To gauge whether these changes were successful, the research team asked human evaluators to rate Fashion++’s advice. Overall, participants not only preferred the AI's suggestions, but also judged those upgraded looks as being similar to their examples used to train it.
“A desirable feature of Fashion++ is how it incrementally improves an outfit's fashionability, thereby providing a spectrum of edits,” says Kimberly Hsiao, an AI researcher who worked on the project. “Users can choose a preferred endpoint, starting from the least changed and moving towards the most fashionable.”
Because Fashion++ learns from whatever examples its given, it might be possible to have it account for local or regional style trends. If you trained it only with photos of, say, Harajuku styles, then Fashion++ would try to help you adjust your look accordingly. And if you decided that Fashion++ was falling behind the times, you could feed it new images of the latest spring runway looks.
Computer-enhanced creativity, from food to filmmaking to music
Creativity and artificial intelligence research are connecting in other ways as well. Facebook AI researchers have built an AI-powered system that can create a recipe just by analyzing an image of a particular dish. This “inverse cooking” research project shows how AI might be helpful even with something as profoundly human and subjective as baking the perfect chocolate chip cookie.
In films like Jérôme Blanquet’s VR drama Alteration, AI is not just a topic to explore but also an active contributor. The movie uses an algorithm developed by Facebook AI researchers to perform “style transfer” on particular scenes — taking one visual look and using AI to apply it to something else altogether.
And with music, researchers at Facebook have created a way for AI to augment a simple melody and turn it into a richly orchestrated composition. This “universal music translation network” can transform an acoustic guitar solo into a string quartet piece or make it fit the compositional style of Bach or Beethoven. Just as Fashion++ learns from photo examples, the music translation tool uses recordings to figure out the essential characteristics of different composers or musical genres. In the future, a professional composer might use this sort of tool to try out new arrangements for a song, or someone could just use it to craft a uniquely silly version of “Happy Birthday” for a family member.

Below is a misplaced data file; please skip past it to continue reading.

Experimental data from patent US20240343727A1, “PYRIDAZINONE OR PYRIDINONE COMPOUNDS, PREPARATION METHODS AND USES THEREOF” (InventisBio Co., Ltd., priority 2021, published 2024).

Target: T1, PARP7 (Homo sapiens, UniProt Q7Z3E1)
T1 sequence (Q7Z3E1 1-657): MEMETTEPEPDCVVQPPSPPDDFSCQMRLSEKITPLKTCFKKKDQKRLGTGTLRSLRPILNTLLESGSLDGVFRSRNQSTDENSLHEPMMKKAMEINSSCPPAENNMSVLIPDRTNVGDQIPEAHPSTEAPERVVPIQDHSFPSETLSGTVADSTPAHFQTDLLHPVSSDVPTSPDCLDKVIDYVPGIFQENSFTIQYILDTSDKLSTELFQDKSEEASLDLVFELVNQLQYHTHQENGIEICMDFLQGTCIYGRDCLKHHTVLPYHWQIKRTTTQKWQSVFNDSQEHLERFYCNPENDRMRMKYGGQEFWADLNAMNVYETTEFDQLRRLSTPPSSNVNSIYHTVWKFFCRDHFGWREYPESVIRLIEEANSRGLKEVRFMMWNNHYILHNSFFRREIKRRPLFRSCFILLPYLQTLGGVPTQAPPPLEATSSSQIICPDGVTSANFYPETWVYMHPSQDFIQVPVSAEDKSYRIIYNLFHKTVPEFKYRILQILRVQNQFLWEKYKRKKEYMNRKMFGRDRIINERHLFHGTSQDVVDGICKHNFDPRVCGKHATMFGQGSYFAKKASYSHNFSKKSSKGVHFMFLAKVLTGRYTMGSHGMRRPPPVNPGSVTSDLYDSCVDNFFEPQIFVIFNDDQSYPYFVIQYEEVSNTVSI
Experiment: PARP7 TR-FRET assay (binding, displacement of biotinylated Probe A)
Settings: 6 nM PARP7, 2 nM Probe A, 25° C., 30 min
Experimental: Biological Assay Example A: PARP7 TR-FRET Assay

In each of these research projects, the central creative work — deciding what’s stylish or picking a meal to cook or crafting a new tune — is done by a living, breathing person, not a machine. The AI systems can provide suggestions for how to implement an idea or help brainstorm some ways to adjust it. But they all build on human creative expertise rather than trying to replace it. An AI-powered map might tell you the best way to get somewhere, after all, but it needs a person to decide where to go.
Working toward assistive technologies that offer creative help
AI researchers hope projects like these will one day help make digital assistants vastly more useful and enjoyable. Whereas today you can ask your phone to give the weather forecast or add a calendar event, in the not-too-distant future an AI-powered assistant might help you pick your weekend outfit, round up the ingredients needed for a pancake breakfast, or suggest the perfect visual effect to liven up a video chat.
Fashion++ is just one step toward building these futuristic tools, but it shows how AI systems actually learn about creative tasks. Since Fashion++’s definition of good style is refined by the fashionable images the system it learns, there’s no need to ruminate over AI taste levels, the subjective nature of fashion, or other philosophical conundrums. As it offers style advice, Fashion++ wears its influences on its figurative sleeve — even as it suggests you roll up yours.